Fleeing in a vehicle from police is a crime, without a doubt. No one disputes that.
But whether that crime is considered a “violent” one worthy of an enhanced sentence under a long-standing federal career criminal statute is a legal nuance now an issue before the nation’s highest court, and Indiana is playing a key role.
The Supreme Court of the United States will address that question Jan. 12 when it hears arguments in a case out of Indiana, and the result is likely to impact a handful of other cases already pending in the state’s federal courts as well as reshape precedent on how these and other sentencing standards are viewed across the country.
“We have a piecemeal, Scrabble board of caselaw on this topic right now, and it’s a case-by-case, crime-by-crime analysis,” said Indianapolis attorney Brian Paul, who represents one defendant appealing on this issue at the 7th Circuit. “It’s up to each individual judge and, as an attorney, you don’t have any guidance on how this might be determined except that it might fall under some vague catch-all provision in this federal act about what a ‘crime of violence’ is.”
The cases that are unfolding on this issue center on one provision in the Armed Career Criminal Act, first enacted in 1984 but revised periodically through the years. The controversial part of the law is the meaning of “violent felony,” which has an element of the use, attempted use, or threatened use of physical force. Specifically, the act lists burglary, arson, extortion, or the use of explosives as applying, but it also includes anything that “otherwise involves conduct that presents a serious potential risk of physical injury to another.”
That definition has been causing concern for years, and in recent years the SCOTUS has taken up cases to address it as applied to drunk driving, attempted murder, and other specific crimes. But now it’s being tackled in connection with the use of a vehicle to flee from police.
As its new term began about two months ago, the SCOTUS on Sept. 28 granted certiorari in the case of Sykes v. United States, 09-11311, which comes from the Southern District of Indiana.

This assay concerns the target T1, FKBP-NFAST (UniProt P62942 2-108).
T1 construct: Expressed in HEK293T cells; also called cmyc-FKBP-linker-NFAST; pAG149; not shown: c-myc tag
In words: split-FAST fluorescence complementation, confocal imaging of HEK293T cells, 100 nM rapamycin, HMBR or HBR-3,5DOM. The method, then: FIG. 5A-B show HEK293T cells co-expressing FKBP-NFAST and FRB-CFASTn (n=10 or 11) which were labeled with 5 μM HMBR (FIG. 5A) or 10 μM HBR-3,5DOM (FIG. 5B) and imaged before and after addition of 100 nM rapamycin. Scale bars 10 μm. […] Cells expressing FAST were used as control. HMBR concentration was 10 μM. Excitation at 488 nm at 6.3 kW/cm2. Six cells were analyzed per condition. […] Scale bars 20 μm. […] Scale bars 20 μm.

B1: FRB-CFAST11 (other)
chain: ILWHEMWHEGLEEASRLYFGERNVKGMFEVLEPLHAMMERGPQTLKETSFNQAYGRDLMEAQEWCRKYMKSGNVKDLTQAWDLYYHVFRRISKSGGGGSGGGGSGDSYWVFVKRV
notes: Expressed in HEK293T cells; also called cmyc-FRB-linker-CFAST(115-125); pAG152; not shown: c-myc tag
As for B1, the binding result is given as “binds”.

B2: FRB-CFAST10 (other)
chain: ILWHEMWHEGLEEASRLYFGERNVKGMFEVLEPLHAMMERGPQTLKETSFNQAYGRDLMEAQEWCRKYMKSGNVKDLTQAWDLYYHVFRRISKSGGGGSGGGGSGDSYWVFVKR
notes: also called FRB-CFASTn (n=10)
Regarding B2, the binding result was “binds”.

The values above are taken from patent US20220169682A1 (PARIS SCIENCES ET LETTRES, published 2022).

The defendant, Marcus Sykes, pleaded guilty in 2008 to being a felon in possession of a firearm after he’d been arrested for brandishing a gun while attempting to rob two people sitting in a parked car outside an Indianapolis liquor store. Though Sykes didn’t follow through on his robbery attempt, police saw him toss the gun aside and arrested him. Sykes pleaded guilty and the probation office issued a pre-sentence report concluding that he was subject to a sentencing enhancement under the ACCA because of three previous violent felony convictions – two 1996 convictions for robbery and one in 2003 for resisting law enforcement in a vehicle, which is a Class D felony under state statute. Sykes objected to the sentence enhancement on grounds that his conviction for resisting law enforcement was not considered a violent felony under Indiana Code §35-44-3-3(b)(1)(A).
At the District level, U.S. Judge Larry McKinney rejected Sykes’ argument and applied the enhancement, resulting in a 188-month prison sentence. The 7th Circuit Court of Appeals ruled on the case in March and affirmed the trial judge’s enhancement decision, finding that it is considered a “violent felony” as the court had previously decided on other cases.
The appellate court applied its ruling in United States v. Spells, 537 F.3d 743, 753 (7th Cir.2008), finding that its precedent was “neither unworkable nor unsound” and grounds to reject Sykes’ push that the past holding should be set aside. Though Sykes acknowledged the 7th Circuit’s holding in Spells that vehicular fleeing from police counts as a violent felony under the ACCA’s residual clause, he contended that the appellate court should instead follow what the 11th Circuit has done in United States v. Harrison, 558 F.3d 1280, 1292 (11th Cir.2009). There, the court held that a nearly identical Florida statute that punishes “fleeing law enforcement” is not a violent felony under the ACCA.